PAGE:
And so I had spent an hour -- an hour -- sitting in a hallway holding a little plastic horse that Mr F liked, and saying horse to him, and showing him the horse, and having him try to say it, and tapping his mouth lightly to show him where he should talk, and putting my mouth right up against his cheek so he could feel my lips move and the air come out, and making him face my lips so he could see me.

"Horse," I said, over and over and over and over.

For an hour.

In that entire time, Mr F never said anything.  Not a sound.  Sometimes, he didn't even seem to realize I was there.  Other times, he regarded me with a curious look, as if he wondered why I was getting so into this horse.  Mostly, he just looked at the horse.

So when that dad said "Does this story ever end?" I wanted to grab him and shake him by the shoulders and ask him how he'd feel if the story never began in the first place.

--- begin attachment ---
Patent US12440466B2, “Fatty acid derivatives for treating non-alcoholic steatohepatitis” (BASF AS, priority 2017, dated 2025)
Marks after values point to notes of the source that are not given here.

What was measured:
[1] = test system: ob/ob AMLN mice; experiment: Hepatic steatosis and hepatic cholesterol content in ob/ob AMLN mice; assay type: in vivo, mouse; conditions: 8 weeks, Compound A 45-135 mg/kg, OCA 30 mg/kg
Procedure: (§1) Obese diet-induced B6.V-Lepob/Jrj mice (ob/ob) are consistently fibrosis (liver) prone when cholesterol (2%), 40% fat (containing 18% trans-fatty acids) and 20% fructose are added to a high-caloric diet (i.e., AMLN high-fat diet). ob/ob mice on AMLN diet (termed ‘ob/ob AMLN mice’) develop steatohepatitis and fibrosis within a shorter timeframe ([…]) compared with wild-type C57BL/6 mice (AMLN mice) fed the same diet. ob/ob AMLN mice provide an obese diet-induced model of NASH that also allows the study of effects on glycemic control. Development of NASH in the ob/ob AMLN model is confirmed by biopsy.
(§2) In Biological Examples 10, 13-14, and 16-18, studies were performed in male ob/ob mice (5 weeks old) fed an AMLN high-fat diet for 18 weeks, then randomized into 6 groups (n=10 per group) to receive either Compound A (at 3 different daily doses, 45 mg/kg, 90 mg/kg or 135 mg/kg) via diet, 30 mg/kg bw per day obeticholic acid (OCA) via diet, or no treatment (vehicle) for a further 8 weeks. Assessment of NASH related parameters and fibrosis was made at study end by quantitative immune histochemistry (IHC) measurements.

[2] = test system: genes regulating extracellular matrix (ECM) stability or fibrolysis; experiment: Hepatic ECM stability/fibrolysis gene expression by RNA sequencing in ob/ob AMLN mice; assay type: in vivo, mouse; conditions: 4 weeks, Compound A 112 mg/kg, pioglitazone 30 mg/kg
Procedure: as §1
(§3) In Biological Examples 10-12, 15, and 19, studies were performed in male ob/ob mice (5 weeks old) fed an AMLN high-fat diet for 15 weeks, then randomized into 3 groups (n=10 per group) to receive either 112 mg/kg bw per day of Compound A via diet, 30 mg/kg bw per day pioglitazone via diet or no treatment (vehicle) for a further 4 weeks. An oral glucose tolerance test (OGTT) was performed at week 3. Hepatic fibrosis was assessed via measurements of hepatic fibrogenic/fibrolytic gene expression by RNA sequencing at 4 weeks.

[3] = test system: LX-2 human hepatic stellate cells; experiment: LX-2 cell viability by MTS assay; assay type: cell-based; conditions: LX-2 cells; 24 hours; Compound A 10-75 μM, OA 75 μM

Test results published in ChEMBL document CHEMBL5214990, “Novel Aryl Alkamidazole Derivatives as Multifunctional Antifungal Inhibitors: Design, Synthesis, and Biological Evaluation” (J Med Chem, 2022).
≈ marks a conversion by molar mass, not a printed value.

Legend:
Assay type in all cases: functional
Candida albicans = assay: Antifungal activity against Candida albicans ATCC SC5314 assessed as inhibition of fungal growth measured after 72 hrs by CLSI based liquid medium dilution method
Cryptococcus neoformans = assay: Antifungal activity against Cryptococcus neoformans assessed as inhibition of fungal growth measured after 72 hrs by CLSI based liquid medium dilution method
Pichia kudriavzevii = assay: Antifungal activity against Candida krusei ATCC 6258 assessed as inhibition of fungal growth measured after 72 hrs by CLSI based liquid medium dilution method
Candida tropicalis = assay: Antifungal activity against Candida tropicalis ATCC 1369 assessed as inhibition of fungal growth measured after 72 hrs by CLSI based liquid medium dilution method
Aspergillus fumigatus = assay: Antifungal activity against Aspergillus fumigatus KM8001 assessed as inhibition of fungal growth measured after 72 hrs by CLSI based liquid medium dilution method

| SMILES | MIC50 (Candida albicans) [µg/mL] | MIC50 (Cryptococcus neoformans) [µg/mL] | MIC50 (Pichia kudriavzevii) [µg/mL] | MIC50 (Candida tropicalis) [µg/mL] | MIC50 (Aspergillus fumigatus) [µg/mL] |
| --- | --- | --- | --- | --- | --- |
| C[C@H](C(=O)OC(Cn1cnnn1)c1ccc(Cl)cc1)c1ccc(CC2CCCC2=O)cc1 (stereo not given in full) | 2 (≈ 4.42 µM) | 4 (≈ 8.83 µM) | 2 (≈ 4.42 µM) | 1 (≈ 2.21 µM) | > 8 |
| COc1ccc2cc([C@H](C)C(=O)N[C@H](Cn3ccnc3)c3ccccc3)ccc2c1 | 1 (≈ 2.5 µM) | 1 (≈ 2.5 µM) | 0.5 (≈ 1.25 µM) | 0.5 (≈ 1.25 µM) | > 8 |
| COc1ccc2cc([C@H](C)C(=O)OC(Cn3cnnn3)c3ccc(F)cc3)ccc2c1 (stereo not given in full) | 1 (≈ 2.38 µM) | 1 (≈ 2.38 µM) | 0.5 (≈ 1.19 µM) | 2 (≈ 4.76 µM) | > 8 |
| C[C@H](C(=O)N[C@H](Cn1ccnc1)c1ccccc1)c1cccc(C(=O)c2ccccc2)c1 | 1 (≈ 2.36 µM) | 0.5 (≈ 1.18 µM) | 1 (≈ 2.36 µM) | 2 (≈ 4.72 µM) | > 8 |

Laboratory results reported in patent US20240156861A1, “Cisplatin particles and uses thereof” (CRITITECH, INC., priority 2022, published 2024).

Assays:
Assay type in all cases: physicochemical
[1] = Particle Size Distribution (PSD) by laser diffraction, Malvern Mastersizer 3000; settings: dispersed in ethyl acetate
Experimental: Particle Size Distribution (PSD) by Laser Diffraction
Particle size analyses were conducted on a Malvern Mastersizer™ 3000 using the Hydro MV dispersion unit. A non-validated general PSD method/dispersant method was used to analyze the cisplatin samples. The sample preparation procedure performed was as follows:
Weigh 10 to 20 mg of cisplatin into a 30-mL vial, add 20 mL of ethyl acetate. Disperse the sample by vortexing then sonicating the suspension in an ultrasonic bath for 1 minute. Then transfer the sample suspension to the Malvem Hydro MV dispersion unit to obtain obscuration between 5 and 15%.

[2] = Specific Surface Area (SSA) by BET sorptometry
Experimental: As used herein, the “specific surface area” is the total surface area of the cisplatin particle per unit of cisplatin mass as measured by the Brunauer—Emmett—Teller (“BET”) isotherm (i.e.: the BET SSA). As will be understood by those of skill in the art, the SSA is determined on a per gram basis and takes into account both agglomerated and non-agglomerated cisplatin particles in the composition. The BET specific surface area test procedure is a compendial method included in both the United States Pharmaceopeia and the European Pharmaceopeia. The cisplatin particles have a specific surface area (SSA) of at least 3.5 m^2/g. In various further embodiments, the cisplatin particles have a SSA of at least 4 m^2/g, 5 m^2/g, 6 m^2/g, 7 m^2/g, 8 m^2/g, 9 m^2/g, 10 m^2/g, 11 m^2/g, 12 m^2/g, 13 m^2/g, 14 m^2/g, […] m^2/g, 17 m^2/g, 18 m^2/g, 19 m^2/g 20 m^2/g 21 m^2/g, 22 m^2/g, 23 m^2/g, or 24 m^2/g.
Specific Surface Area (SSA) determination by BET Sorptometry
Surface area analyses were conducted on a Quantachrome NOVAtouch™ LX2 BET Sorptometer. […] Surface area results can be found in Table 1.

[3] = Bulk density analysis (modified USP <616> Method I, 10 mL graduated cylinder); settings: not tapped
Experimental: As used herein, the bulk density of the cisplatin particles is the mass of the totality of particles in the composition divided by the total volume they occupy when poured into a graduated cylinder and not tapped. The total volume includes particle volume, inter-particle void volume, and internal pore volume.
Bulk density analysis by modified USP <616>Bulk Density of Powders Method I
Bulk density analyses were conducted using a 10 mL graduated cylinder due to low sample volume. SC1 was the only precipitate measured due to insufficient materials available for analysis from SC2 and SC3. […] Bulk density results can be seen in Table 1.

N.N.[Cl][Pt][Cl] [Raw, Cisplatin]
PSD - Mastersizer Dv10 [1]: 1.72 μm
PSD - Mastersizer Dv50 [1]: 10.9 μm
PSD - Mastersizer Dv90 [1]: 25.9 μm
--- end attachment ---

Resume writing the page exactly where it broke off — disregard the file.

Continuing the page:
That mom on the beach, that dad in the locker room -- even me, before Mr F and Mr Bunches were born -- we all take for granted that kids talk and interact and ask for us to wet down their sand or tell us boring neverending stories about their videogames.  I once spent an entire car ride with the older kids telling us all their favorite jokes from the television show "Smart Guy," with each sentence beginning "And then one time, on Smart Guy..." and I'm sure that in the past I've wished for a break, for the kid to stop talking, for a moment to just finish the paragraph or whatever.